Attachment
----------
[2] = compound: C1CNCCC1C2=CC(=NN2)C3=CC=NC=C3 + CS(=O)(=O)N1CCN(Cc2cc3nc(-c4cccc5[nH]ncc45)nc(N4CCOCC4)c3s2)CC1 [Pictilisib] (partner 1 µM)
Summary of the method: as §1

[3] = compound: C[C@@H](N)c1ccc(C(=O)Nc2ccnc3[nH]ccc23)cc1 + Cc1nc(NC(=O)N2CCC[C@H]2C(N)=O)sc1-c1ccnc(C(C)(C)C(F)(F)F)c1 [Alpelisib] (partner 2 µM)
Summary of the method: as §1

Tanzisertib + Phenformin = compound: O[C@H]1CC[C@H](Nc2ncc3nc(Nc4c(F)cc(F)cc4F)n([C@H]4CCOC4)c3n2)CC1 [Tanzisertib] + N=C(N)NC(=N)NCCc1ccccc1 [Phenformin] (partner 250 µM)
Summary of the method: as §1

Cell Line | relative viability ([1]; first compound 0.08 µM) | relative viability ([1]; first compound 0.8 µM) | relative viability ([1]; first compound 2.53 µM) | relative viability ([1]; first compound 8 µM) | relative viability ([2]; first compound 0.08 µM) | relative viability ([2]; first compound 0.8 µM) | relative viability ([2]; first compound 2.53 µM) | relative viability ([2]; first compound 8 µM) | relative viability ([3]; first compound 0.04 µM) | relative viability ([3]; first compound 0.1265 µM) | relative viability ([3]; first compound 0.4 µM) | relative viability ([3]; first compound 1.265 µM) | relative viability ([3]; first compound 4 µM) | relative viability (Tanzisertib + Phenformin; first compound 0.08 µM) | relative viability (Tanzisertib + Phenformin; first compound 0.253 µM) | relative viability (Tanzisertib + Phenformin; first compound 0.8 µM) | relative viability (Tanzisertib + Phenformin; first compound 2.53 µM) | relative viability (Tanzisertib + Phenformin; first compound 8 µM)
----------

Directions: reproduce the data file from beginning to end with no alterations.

[2] = compound: C1CNCCC1C2=CC(=NN2)C3=CC=NC=C3 + CS(=O)(=O)N1CCN(Cc2cc3nc(-c4cccc5[nH]ncc45)nc(N4CCOCC4)c3s2)CC1 [Pictilisib] (partner 1 µM)
Summary of the method: as §1

[3] = compound: C[C@@H](N)c1ccc(C(=O)Nc2ccnc3[nH]ccc23)cc1 + Cc1nc(NC(=O)N2CCC[C@H]2C(N)=O)sc1-c1ccnc(C(C)(C)C(F)(F)F)c1 [Alpelisib] (partner 2 µM)
Summary of the method: as §1

Tanzisertib + Phenformin = compound: O[C@H]1CC[C@H](Nc2ncc3nc(Nc4c(F)cc(F)cc4F)n([C@H]4CCOC4)c3n2)CC1 [Tanzisertib] + N=C(N)NC(=N)NCCc1ccccc1 [Phenformin] (partner 250 µM)
Summary of the method: as §1

Cell Line | relative viability ([1]; first compound 0.08 µM) | relative viability ([1]; first compound 0.8 µM) | relative viability ([1]; first compound 2.53 µM) | relative viability ([1]; first compound 8 µM) | relative viability ([2]; first compound 0.08 µM) | relative viability ([2]; first compound 0.8 µM) | relative viability ([2]; first compound 2.53 µM) | relative viability ([2]; first compound 8 µM) | relative viability ([3]; first compound 0.04 µM) | relative viability ([3]; first compound 0.1265 µM) | relative viability ([3]; first compound 0.4 µM) | relative viability ([3]; first compound 1.265 µM) | relative viability ([3]; first compound 4 µM) | relative viability (Tanzisertib + Phenformin; first compound 0.08 µM) | relative viability (Tanzisertib + Phenformin; first compound 0.253 µM) | relative viability (Tanzisertib + Phenformin; first compound 0.8 µM) | relative viability (Tanzisertib + Phenformin; first compound 2.53 µM) | relative viability (Tanzisertib + Phenformin; first compound 8 µM)